The calendar used by Fyrnsidu is reconstructed from the Anglo-Saxon calendar described in the writings of the Venerable Bede, specifically in his work The Reckoning of Time. It is a lunisolar calendar, meaning that it uses the moon to determine the months, but adds an extra month every 2-3 years to avoid year-over-year seasonal drift.
The modern calendar closest to the Fyrnsidu calendar is the Jewish calendar. Like the Jewish Calendar, we begin our days at sunset, and use the Metonic cycle to determine when to add the extra month, on years 3, 6, 8, 11, 14, 17, and 19 (2021 is year 4 of Fyrnsidu’s Metonic cycle).
Like other Germanic cultures and many Celtic cultures, the Anglo-Saxons only recognized two seasons, winter and summer. Spring and Autumn were both split between the two seasons.
In The Reckoning of Time, Bede tells us the name of each month, the translation, and the equivalent Roman month. The equivalent month is a rough estimate only, since it’s based on the lunar phases. In Fyrnsidu, we begin each month when the first sliver of the moon is visible after each new moon.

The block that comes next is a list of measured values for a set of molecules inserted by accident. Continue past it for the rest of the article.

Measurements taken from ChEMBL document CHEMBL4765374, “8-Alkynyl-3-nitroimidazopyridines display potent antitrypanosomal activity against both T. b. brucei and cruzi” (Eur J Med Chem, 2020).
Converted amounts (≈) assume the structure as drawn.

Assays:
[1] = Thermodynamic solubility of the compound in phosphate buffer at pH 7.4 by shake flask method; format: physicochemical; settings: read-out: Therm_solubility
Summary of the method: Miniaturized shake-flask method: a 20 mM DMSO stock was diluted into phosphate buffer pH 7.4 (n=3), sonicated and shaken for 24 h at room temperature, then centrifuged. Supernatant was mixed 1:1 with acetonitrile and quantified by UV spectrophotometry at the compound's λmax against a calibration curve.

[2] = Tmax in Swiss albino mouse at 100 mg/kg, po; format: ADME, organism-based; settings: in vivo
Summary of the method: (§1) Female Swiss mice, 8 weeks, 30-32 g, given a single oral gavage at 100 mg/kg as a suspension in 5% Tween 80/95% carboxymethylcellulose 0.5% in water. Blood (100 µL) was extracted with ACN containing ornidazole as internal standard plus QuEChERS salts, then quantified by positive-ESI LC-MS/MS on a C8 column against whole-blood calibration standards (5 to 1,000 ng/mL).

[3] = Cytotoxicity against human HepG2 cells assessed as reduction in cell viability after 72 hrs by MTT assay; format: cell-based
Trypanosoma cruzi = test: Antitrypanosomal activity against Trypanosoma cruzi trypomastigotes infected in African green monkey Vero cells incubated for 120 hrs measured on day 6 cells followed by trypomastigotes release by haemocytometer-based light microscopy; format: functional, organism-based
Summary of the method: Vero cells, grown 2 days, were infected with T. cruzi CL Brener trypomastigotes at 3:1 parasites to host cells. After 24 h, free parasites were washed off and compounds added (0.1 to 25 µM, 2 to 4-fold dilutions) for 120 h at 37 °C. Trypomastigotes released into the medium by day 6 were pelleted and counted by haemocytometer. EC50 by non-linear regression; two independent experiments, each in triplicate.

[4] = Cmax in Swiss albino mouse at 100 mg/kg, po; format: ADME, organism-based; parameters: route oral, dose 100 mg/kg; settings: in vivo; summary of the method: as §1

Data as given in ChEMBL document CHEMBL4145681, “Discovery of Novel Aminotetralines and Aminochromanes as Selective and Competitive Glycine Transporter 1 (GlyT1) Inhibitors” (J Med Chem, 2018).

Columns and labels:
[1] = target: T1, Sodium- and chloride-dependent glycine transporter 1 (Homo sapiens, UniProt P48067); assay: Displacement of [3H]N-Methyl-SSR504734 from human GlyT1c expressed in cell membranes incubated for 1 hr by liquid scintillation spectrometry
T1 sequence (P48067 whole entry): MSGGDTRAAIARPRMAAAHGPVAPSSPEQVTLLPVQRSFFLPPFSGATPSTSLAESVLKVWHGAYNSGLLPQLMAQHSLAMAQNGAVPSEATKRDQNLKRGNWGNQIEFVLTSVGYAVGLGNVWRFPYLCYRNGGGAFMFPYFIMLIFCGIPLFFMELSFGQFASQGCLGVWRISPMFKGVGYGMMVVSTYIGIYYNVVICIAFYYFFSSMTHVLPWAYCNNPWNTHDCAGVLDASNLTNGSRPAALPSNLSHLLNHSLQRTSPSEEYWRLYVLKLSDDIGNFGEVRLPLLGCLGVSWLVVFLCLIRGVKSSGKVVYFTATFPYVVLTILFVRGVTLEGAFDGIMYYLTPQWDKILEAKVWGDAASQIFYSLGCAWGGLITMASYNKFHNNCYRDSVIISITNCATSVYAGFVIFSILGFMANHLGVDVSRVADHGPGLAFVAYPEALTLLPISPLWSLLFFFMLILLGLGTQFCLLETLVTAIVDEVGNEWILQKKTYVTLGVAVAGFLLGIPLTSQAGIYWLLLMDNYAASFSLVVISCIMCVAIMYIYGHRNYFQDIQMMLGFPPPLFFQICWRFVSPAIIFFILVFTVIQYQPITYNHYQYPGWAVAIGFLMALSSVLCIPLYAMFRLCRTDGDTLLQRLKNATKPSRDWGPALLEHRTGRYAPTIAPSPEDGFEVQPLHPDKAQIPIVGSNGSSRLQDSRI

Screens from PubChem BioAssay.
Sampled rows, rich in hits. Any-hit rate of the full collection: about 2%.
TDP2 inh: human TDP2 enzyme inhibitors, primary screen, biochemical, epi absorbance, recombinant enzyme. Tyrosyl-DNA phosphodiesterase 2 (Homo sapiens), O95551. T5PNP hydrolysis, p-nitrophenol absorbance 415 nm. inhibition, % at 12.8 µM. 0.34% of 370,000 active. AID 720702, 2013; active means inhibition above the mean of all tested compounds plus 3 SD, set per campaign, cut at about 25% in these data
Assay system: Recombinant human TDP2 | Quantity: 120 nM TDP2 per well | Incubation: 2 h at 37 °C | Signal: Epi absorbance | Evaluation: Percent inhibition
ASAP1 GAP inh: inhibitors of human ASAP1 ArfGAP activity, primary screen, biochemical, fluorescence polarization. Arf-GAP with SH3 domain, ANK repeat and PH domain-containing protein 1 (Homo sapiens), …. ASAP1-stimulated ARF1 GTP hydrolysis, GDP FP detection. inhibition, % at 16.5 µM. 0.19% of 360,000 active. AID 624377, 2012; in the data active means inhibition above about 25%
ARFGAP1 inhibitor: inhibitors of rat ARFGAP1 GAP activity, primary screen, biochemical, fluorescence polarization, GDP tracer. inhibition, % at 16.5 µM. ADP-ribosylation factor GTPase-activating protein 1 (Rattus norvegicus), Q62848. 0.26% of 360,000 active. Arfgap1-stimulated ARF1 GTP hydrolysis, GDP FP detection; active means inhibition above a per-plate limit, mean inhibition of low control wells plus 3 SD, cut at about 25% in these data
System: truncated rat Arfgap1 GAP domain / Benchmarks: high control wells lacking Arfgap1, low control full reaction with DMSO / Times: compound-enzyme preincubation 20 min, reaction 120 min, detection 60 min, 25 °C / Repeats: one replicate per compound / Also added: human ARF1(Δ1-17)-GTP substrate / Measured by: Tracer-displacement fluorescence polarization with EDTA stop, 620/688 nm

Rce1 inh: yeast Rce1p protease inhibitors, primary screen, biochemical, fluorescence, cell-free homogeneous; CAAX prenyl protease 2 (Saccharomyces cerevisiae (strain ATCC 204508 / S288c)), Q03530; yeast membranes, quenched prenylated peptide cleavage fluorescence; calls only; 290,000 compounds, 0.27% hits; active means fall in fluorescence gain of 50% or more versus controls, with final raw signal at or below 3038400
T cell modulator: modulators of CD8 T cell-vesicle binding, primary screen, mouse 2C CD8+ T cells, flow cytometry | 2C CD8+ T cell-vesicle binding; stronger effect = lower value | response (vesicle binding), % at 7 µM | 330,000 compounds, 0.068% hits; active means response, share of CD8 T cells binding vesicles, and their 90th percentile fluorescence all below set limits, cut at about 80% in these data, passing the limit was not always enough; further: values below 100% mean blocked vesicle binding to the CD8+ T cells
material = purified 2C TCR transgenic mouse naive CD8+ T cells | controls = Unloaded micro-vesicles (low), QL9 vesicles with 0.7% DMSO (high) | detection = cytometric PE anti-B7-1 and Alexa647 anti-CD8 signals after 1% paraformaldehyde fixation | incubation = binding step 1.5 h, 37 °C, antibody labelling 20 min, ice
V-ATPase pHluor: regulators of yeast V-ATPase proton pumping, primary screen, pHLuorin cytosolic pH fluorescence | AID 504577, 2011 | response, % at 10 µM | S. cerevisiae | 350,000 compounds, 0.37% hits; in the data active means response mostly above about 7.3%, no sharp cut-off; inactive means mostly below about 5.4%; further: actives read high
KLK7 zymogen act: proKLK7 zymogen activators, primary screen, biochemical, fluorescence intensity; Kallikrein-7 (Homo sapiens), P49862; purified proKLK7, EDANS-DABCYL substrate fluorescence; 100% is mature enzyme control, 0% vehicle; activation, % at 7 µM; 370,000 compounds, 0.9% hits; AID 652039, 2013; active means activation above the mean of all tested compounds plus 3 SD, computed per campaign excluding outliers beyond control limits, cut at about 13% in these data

|Month name||Meaning||Gregorian equivalent|
|Æfterra Ġēola||After Yule||January|
|Solmonaþ||Month of cakes||February|
|Þrīmilċe||Month of three milkings||May|
|Ærra Liða||Before Litha||June|
|Æfterra Liða||After Litha||July|
|Weodmonaþ||Month of weeds||August|
|Blōtmonaþ||Month of blood sacrifices||November|
|Ærra Ġeola||Before Yule||December|
In the leap years, the extra month (Þriliða, or third Liða) was added between the other two Liða months.
There are four Holy Tides (or high holidays) in Fyrnsidu. These four days are widely celebrated in most forms of Heathenry, though with different names and possibly on different days.
|Ēosturdæg||“Eostre’s day”, first day of summer||Full moon of Eosturmonaþ|
|Winterfylleþ||First day of winter||Full moon of Wintermonaþ|
There are many other holidays celebrated by followers of Fyrnsidu. A list of the most commonly celebrated holidays can be found on the Larhus Fyrnsida website.